Under the heading of "For What it's Worth": I've been working with the new Christina Z. Anderson Cyanotype book, following a couple of months of experimentation on my own (but with the generous help of another member here who happens to live nearby), focused on classic cyanotype and Arches Platine paper.

Looking at the book, I was very impressed by the work by Eugene Starobinskiy (for example, on page 117). Saying to myself "That's the kind of print I want to make!" and reading his comment saying his best-looking prints have been done on Canson XL Watercolor paper (in a 9 x 12 tablet), I decided to start a new calibration using this paper. It has one huge advantage right off the bat--it's much cheaper than Arches Platine. Also, I don't like that the Arches Platine sheets always come with a sticker on them that ruins part of the already expensive paper. On the downside, the Canson paper is less absorbent, making it a little harder to coat evenly. The blues are slightly different, but hard to characterize. The Arches Platine blue is a little fatter, a little more velvety, but I don't dislike the color of the Canson XL.

The Canson seems to give me a much better range of tones. I used Christine's method to determine a base exposure (I hope I've done it right), based on the information on pages 49-53. I've modified my standard processing slightly, by increasing the acidity of the developing water--going from one tbsp of vinegar/quart to 1 tbsp/500ml, essentially doubling the vinegar--although that's still a comparatively small amount.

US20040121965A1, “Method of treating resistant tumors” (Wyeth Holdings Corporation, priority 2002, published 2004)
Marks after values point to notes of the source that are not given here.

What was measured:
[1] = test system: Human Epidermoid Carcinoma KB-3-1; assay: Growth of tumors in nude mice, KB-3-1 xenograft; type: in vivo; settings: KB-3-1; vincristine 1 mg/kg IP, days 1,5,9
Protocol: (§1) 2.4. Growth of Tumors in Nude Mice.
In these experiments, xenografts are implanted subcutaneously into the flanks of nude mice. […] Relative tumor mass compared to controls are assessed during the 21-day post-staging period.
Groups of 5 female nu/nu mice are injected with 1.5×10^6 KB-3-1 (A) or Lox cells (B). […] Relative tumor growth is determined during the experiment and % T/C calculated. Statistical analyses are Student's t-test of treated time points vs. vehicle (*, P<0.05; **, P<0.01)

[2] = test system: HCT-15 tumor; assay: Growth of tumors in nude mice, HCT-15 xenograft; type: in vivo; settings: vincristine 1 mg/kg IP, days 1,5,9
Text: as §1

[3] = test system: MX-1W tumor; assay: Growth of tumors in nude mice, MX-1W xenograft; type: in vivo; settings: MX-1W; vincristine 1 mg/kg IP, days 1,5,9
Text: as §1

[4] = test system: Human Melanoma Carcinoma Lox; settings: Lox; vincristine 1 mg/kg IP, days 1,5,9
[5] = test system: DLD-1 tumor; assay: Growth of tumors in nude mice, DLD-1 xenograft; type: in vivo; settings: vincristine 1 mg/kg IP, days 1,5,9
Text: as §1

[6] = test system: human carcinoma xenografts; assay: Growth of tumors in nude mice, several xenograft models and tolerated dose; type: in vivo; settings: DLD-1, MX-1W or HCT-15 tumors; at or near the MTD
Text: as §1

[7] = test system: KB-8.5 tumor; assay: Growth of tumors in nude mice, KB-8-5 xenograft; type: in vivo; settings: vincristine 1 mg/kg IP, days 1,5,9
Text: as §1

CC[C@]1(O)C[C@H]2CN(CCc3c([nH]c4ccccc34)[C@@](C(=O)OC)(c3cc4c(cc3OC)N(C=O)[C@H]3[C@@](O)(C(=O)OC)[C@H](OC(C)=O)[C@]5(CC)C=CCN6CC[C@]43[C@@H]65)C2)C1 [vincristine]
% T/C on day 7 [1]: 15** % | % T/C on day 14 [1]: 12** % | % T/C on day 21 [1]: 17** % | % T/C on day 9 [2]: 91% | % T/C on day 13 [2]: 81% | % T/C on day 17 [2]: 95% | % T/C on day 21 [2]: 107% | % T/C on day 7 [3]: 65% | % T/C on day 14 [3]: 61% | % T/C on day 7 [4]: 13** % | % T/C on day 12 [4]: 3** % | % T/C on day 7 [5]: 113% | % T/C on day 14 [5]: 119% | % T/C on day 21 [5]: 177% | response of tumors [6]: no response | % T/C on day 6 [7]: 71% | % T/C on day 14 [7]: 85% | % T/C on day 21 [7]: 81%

The first cyanotype I posted here, and my first real effort was appealing and I put it up with some enthusiasm because I was simply pleased to got an interesting image of any kind (the image of the Transamerica Pyramid in San Francisco). However, the shadows are blocked up in the original print (on the left) and the mid-tones are muddy. Changing to the Canson XL Watercolor paper with the above-noted modification immediately produced a much better result. So, I think I will move forward trying to create a curve for this new paper and development routine. Information about the two prints is given below the images (I hope it's readable). Both were exposed in a beautiful UV-light box my brother made for me. Identical negative. Both classic cyanotype formula from Bostick and Sullivan. Double coated. Naturally, these are images of images, so approximations, but I've made an effort to tweak them so that the on-screen versions look as close as possible to the real prints--although they may look rather different on your monitor. Still, I hope the comparison is of some interest to anyone considering these papers.